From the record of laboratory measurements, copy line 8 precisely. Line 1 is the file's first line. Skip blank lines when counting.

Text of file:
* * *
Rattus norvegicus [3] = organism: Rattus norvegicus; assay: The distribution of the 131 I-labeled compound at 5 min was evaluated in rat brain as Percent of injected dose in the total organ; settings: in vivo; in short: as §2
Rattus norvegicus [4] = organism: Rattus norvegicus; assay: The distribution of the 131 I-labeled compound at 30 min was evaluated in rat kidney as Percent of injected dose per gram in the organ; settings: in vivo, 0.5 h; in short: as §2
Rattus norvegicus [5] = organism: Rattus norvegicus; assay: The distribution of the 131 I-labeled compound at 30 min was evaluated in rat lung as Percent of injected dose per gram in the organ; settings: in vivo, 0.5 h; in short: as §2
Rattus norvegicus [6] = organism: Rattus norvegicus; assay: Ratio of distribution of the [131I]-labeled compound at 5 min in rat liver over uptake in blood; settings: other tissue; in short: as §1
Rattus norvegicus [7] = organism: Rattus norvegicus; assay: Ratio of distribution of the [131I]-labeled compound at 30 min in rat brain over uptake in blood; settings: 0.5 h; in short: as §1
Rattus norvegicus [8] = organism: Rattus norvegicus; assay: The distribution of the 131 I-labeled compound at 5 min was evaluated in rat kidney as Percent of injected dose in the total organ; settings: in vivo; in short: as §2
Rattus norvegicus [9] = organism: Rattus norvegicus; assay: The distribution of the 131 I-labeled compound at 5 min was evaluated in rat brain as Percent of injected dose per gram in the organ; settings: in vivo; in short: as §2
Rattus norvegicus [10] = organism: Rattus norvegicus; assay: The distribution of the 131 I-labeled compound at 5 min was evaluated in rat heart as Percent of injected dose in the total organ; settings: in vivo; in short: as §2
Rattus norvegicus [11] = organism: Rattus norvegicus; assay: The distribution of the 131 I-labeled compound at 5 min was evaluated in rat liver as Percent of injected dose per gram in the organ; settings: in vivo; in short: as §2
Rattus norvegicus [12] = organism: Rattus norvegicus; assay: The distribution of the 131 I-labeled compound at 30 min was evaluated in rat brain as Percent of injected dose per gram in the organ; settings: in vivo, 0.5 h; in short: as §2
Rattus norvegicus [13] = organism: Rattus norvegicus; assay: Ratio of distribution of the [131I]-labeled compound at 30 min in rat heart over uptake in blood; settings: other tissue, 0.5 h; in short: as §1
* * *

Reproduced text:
Rattus norvegicus [10] = organism: Rattus norvegicus; assay: The distribution of the 131 I-labeled compound at 5 min was evaluated in rat heart as Percent of injected dose in the total organ; settings: in vivo; in short: as §2